(A) Measurements of choroidal thickness in the chicken. In each image, the average of five measurements (white lines, μm) was determined, and at least eight images were analyzed from each eye. (B) ON stimulation caused choroidal thickening after 3 hours of exposure (P < 0.023), whereas OFF stimulation caused choroidal thinning (P < 0.021; paired t-test). (C) Choroidal thickness changes were correlated with changes in vitreal DA (P < 0.01) and 3-MT (P < 0.0002), although this correlation rested largely on two data points. With ON stimulation, there was a small increase in vitreal DA (D), 3-MT (E), HVA (G), and DOPAC (F), although it did not achieve significance for the last one. Only data of right eyes are shown. Significance levels as in Figure 2.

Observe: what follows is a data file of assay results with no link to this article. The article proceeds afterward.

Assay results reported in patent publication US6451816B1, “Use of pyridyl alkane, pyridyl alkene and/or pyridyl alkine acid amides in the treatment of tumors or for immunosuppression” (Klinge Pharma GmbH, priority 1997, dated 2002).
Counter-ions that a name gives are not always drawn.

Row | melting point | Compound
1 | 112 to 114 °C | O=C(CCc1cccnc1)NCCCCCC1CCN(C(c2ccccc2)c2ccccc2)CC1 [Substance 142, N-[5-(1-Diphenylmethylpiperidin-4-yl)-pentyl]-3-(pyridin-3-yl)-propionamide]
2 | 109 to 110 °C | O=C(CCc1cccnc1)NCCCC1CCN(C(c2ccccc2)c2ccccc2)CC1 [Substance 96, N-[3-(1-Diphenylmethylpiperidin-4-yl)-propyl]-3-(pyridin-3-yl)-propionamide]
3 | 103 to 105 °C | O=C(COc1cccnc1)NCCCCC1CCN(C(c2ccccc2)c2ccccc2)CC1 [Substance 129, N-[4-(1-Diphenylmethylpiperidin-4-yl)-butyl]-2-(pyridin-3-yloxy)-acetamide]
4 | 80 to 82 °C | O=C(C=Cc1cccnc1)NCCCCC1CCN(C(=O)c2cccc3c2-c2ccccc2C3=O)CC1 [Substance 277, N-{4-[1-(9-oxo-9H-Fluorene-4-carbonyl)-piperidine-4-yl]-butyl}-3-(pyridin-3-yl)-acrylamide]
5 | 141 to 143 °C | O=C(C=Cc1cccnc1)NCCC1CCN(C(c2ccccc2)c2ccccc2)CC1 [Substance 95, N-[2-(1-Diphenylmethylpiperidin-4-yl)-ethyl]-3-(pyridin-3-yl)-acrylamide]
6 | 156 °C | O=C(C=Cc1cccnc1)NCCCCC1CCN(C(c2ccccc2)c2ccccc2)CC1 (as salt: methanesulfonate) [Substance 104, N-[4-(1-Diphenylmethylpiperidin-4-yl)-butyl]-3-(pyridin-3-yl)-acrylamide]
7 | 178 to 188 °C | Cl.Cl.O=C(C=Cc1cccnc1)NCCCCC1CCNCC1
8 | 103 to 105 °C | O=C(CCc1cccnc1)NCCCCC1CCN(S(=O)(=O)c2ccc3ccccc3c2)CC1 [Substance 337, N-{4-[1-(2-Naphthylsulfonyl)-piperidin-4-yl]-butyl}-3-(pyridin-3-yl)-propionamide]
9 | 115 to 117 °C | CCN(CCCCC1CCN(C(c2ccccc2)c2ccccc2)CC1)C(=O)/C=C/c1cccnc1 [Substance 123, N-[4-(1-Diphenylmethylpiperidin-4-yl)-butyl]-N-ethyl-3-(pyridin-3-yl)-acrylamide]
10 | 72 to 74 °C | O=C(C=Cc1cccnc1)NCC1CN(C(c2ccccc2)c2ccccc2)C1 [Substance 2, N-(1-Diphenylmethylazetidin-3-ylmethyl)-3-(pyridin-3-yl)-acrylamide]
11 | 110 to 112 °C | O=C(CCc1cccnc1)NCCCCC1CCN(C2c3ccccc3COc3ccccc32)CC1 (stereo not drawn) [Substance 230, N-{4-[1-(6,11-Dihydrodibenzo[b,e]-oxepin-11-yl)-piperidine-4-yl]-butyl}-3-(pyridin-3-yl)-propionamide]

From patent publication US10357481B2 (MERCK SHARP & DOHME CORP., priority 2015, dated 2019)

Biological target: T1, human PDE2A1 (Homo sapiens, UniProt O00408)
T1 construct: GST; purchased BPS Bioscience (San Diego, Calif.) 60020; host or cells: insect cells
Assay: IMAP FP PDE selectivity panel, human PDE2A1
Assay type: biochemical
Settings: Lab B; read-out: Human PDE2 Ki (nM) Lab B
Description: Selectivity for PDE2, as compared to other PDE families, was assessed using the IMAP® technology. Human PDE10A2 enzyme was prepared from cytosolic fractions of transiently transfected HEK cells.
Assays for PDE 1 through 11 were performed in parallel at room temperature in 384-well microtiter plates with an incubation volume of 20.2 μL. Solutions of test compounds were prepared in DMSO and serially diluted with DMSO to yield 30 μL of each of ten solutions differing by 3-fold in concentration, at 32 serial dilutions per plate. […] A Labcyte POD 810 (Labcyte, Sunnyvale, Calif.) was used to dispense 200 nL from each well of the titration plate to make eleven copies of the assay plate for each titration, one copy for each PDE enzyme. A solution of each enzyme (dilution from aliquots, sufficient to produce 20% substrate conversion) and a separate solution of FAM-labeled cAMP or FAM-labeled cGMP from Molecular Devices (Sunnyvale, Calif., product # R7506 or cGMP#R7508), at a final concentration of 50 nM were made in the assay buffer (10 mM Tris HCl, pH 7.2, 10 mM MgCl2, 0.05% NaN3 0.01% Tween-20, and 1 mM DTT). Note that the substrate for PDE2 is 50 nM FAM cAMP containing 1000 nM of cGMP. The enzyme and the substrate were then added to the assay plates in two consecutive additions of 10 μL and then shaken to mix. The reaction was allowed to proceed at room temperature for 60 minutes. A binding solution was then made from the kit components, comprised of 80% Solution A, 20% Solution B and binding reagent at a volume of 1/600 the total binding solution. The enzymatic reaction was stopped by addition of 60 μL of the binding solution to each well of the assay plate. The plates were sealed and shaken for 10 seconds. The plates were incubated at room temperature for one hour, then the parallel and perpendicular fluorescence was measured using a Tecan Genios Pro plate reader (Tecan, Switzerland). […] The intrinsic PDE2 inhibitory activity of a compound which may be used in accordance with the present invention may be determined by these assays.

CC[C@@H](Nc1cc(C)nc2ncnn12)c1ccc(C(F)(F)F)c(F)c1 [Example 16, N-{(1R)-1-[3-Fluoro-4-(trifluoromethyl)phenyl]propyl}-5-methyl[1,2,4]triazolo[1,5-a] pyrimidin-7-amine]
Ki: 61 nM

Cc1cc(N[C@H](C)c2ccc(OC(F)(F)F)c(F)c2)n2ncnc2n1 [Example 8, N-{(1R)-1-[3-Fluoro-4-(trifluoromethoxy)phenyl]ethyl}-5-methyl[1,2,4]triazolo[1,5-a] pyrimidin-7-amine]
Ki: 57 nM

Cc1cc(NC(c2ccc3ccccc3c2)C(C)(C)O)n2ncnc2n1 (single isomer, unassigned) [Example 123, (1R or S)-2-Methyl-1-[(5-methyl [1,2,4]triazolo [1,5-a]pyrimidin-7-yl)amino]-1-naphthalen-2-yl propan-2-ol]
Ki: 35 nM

Figure 3
 
(A) Measurements of choroidal thickness in the chicken. In each image, the average of five measurements (white lines, μm) was determined, and at least eight images were analyzed from each eye. (B) ON stimulation caused choroidal thickening after 3 hours of exposure (P < 0.023), whereas OFF stimulation caused choroidal thinning (P < 0.021; paired t-test). (C) Choroidal thickness changes were correlated with changes in vitreal DA (P < 0.01) and 3-MT (P < 0.0002), although this correlation rested largely on two data points. With ON stimulation, there was a small increase in vitreal DA (D), 3-MT (E), HVA (G), and DOPAC (F), although it did not achieve significance for the last one. Only data of right eyes are shown. Significance levels as in Figure 2.
Measurements of Biogenic Amines by HPLC–Electrochemical Detection